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Justice News

Department of Justice
U.S. Attorney’s Office
District of New Mexico

FOR IMMEDIATE RELEASE
Monday, March 9, 2015

Mexican National Sentenced to Federal Prison for Heroin Trafficking Conviction

Defendant Prosecuted as Part of HOPE Initiative which Seeks to Reduce the Number of Opioid-Related Deaths in New Mexico.

ALBUQUERQUE – Patsy Vega-Montoya, 25, a Mexican national from Sonora, Mexico, was sentenced this morning in federal court in Albuquerque, N.M., to 41 months in federal prison.  Vega-Montoya will be deported after completing her term of imprisonment.

Vega-Montoya was arrested on Sept. 10, 2014, near Grants, N.M., after the New Mexico State Police found packages containing approximately 5.95 kilograms of heroin in her vehicle following a routine traffic stop.  Vega-Montoya subsequently was indicted on Sept. 23, 2014, and charged with possession of heroin with intent to distribute.

On Dec. 8, 2014, Vega-Montoya pled guilty to a felony information charging her with possession of heroin with intent to distribute.  In entering her guilty plea, Vega-Montoya admitted that on Sept. 10, 2014, when she was stopped by New Mexico State Police, she gave the officers permission to search her vehicle.  During the search, the officers found 11 packages containing approximately 5.95 kilograms of heroin which Vega-Montoya was being paid to transport to Colorado.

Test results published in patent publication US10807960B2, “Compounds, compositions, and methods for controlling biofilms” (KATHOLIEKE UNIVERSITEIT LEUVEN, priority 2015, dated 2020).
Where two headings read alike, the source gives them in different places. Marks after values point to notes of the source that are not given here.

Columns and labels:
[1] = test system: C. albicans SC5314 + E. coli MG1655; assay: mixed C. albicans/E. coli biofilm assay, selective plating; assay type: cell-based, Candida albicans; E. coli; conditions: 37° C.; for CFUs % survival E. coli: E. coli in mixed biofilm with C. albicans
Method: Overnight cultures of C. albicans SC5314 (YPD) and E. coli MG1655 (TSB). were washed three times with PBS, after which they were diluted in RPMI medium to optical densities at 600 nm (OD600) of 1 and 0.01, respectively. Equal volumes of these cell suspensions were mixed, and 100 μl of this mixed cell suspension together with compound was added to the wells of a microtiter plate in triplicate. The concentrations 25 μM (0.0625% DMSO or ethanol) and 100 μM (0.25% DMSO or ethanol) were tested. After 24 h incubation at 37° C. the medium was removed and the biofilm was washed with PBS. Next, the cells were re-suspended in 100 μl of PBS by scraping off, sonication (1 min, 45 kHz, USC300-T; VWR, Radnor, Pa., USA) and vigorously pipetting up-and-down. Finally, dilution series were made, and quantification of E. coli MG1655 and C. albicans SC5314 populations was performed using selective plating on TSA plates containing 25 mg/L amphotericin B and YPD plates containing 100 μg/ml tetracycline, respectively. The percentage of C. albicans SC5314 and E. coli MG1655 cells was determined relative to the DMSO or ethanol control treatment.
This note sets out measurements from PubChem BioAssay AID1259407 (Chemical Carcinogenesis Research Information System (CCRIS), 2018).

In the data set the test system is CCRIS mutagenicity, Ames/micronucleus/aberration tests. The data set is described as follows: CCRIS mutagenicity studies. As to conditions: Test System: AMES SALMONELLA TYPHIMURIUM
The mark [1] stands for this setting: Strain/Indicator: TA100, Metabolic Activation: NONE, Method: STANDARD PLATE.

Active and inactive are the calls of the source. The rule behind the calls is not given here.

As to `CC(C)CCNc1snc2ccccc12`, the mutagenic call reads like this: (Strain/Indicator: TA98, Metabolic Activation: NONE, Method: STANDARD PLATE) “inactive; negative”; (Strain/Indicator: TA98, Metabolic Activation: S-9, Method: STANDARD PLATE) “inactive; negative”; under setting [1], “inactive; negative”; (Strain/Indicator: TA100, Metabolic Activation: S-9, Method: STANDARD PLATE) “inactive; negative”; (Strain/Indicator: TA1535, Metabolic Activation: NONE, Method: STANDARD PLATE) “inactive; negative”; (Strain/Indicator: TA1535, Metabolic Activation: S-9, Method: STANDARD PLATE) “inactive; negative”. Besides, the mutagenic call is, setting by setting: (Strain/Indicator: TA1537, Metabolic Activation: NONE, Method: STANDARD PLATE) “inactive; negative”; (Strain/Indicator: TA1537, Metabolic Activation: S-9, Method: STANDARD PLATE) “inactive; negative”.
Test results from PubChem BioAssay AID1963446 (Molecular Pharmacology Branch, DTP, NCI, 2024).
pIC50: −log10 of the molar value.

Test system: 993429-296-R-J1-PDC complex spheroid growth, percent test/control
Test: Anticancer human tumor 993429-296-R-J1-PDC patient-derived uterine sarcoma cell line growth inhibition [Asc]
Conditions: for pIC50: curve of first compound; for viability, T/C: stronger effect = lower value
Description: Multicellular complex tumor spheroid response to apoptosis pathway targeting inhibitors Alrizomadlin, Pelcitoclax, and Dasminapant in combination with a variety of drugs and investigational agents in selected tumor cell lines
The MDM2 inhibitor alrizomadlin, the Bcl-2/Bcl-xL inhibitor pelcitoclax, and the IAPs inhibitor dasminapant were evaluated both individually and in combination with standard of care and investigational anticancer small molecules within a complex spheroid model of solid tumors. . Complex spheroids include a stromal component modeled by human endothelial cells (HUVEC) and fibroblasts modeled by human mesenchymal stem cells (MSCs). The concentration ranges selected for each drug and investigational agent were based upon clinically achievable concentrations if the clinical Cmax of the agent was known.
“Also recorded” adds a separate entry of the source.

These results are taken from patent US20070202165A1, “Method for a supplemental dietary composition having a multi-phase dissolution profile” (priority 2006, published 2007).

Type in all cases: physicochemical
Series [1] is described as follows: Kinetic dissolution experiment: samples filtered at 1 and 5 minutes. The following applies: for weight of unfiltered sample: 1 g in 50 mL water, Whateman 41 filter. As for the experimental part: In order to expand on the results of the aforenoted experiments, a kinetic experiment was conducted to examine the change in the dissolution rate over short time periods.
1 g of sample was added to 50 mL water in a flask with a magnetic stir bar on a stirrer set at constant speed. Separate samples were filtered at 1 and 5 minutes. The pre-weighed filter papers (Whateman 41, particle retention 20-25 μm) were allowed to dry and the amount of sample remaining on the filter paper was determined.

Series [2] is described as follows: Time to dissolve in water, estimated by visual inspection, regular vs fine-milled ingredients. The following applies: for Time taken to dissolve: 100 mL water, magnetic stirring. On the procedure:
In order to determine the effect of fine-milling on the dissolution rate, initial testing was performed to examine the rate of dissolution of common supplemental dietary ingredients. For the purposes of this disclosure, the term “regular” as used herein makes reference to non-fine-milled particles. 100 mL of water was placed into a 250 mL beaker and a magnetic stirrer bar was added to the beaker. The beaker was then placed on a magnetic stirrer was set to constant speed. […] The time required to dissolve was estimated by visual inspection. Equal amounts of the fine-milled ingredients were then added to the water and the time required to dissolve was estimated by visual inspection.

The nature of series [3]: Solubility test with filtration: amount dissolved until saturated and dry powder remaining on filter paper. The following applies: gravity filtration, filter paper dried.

This case was investigated by the Albuquerque office of the DEA and New Mexico State Police and was prosecuted by Assistant U.S. Attorney Jacob A. Wishard.

This case was prosecuted pursuant to the New Mexico Heroin and Opioid Prevention and Education (HOPE) Initiative.  The HOPE Initiative is a collaborative effort between the U.S. Attorney’s Office and the University of New Mexico Health Sciences Center that is partnering with the Bernalillo County Opioid Accountability Initiative with the overriding goal of reducing the number of opioid-related deaths in the District of New Mexico.  The HOPE Initiative comprised of five components:  (1) prevention and education; (2) treatment; (3) law enforcement; (4) reentry; and (5) strategic planning.  The law enforcement component of the HOPE Initiative is led by the Organized Crime Section of the U.S. Attorney’s Office and the DEA in conjunction with their federal, state, local and tribal law enforcement partners.  Targeting members of major heroin trafficking organizations for investigation and prosecution is a priority of the HOPE Initiative.

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Updated March 9, 2015